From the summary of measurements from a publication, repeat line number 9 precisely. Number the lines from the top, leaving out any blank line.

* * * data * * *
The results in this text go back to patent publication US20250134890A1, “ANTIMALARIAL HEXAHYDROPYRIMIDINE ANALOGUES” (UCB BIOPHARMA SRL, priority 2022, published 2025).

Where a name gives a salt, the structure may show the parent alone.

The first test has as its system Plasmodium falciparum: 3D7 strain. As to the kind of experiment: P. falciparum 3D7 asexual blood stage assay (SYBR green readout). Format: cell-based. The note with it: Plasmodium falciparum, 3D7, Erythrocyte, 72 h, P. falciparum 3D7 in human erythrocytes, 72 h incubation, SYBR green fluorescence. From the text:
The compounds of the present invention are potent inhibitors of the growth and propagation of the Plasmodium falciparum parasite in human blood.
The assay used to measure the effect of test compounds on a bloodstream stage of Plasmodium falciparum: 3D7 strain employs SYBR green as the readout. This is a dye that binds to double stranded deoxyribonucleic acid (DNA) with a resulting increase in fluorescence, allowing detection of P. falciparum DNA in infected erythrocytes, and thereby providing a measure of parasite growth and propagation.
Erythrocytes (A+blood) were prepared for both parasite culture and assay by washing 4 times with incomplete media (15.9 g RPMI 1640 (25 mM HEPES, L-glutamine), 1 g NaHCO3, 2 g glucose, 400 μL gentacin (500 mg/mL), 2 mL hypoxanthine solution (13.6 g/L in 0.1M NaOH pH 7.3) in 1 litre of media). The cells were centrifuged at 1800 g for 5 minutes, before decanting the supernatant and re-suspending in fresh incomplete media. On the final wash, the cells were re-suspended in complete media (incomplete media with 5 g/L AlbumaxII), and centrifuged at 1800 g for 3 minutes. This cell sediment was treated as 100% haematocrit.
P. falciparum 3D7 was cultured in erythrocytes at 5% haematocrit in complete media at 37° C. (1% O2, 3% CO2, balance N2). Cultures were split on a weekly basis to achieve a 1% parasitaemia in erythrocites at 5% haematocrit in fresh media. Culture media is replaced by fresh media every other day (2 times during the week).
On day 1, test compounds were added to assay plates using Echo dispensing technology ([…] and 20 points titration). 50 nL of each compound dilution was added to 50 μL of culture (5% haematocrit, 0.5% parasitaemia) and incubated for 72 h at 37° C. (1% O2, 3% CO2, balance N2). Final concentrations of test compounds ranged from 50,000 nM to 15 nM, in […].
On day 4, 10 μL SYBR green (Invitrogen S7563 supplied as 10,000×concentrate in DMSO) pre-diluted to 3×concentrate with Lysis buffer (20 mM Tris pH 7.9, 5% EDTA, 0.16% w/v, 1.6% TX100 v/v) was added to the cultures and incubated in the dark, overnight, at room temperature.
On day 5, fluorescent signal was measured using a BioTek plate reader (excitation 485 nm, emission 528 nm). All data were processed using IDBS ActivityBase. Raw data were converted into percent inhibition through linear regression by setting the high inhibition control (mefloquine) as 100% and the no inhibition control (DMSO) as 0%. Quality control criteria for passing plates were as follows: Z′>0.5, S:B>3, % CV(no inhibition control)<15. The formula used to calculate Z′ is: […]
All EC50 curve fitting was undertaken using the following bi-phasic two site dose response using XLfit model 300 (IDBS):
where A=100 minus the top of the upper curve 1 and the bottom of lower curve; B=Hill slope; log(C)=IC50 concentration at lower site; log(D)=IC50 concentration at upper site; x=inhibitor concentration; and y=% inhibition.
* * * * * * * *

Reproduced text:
On day 4, 10 μL SYBR green (Invitrogen S7563 supplied as 10,000×concentrate in DMSO) pre-diluted to 3×concentrate with Lysis buffer (20 mM Tris pH 7.9, 5% EDTA, 0.16% w/v, 1.6% TX100 v/v) was added to the cultures and incubated in the dark, overnight, at room temperature.